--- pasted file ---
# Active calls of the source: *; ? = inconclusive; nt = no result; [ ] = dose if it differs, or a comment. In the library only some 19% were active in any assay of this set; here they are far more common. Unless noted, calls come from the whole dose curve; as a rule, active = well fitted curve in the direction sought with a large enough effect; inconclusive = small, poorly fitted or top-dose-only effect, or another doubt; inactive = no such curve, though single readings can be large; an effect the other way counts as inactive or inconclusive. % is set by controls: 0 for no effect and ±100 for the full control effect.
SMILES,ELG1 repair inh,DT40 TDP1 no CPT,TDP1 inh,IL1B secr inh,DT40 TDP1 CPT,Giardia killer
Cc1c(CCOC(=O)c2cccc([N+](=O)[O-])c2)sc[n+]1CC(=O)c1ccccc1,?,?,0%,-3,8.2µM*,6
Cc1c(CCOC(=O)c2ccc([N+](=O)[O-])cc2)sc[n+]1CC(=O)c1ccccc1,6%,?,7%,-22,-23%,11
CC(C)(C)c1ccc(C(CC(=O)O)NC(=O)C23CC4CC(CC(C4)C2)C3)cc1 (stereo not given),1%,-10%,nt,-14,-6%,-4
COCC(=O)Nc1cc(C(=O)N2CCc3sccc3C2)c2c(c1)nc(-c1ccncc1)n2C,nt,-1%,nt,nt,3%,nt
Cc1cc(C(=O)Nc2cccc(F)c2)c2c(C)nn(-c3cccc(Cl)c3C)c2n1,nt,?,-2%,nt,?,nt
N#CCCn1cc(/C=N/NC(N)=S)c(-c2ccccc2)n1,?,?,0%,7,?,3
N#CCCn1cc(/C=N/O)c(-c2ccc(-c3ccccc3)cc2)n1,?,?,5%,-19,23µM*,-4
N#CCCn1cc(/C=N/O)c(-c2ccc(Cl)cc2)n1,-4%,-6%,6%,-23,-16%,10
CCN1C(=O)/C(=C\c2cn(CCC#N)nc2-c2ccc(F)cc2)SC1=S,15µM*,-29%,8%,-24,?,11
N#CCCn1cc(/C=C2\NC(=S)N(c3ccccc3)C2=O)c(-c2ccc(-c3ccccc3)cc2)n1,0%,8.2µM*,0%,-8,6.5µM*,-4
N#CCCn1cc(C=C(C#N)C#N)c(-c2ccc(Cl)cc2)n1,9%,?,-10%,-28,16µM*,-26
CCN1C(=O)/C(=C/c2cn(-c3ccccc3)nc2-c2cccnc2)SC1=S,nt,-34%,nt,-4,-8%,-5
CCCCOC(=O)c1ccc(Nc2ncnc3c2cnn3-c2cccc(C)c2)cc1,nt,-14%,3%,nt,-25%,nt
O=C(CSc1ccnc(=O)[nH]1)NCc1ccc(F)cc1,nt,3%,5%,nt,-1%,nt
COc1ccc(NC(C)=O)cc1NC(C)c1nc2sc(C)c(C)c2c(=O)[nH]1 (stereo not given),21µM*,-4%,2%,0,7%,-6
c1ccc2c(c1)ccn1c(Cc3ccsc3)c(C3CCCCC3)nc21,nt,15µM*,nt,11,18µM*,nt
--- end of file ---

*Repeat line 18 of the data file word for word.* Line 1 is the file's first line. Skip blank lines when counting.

c1ccc2c(c1)ccn1c(Cc3ccsc3)c(C3CCCCC3)nc21,nt,15µM*,nt,11,18µM*,nt